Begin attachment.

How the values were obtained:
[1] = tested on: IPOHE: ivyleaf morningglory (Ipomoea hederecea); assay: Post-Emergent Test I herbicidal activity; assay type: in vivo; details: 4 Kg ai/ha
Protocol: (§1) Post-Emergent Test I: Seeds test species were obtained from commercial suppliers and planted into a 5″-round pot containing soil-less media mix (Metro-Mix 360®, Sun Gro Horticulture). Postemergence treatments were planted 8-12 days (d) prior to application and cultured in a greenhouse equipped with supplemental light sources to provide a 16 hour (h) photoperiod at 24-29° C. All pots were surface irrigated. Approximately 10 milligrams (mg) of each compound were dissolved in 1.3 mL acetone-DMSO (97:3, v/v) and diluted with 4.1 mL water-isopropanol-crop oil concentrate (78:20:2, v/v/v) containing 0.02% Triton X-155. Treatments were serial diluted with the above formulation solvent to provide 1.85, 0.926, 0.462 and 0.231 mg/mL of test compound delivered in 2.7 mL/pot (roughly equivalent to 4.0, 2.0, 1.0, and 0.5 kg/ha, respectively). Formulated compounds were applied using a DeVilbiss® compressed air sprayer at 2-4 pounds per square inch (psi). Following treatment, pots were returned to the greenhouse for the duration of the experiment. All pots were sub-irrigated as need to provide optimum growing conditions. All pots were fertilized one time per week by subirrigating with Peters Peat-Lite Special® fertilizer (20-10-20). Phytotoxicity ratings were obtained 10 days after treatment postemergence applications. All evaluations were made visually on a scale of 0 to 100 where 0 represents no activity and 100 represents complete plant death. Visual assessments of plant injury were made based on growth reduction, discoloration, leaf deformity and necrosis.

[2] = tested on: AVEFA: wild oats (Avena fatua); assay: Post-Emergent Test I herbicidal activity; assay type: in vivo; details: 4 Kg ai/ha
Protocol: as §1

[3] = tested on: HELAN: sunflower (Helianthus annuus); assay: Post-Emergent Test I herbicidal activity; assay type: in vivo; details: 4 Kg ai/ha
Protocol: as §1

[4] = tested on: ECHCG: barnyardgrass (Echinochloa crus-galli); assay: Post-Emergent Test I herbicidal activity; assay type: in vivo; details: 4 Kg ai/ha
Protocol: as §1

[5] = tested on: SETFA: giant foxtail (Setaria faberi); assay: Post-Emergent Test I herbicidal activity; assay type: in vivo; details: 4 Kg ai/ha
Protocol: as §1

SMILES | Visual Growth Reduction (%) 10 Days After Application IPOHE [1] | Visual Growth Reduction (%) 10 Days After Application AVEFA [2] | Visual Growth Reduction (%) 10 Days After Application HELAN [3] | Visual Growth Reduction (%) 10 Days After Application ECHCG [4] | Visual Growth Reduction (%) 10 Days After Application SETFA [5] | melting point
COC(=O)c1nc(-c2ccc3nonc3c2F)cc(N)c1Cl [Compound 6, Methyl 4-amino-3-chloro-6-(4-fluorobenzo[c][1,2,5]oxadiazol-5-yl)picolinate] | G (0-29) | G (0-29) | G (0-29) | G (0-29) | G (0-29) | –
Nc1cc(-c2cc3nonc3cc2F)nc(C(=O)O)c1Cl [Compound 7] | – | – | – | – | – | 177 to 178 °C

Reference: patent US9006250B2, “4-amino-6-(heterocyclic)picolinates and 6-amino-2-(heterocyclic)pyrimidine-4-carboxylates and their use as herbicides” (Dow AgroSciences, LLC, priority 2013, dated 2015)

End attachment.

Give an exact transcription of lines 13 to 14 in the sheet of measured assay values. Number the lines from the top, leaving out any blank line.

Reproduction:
COC(=O)c1nc(-c2ccc3nonc3c2F)cc(N)c1Cl [Compound 6, Methyl 4-amino-3-chloro-6-(4-fluorobenzo[c][1,2,5]oxadiazol-5-yl)picolinate] | G (0-29) | G (0-29) | G (0-29) | G (0-29) | G (0-29) | –
Nc1cc(-c2cc3nonc3cc2F)nc(C(=O)O)c1Cl [Compound 7] | – | – | – | – | – | 177 to 178 °C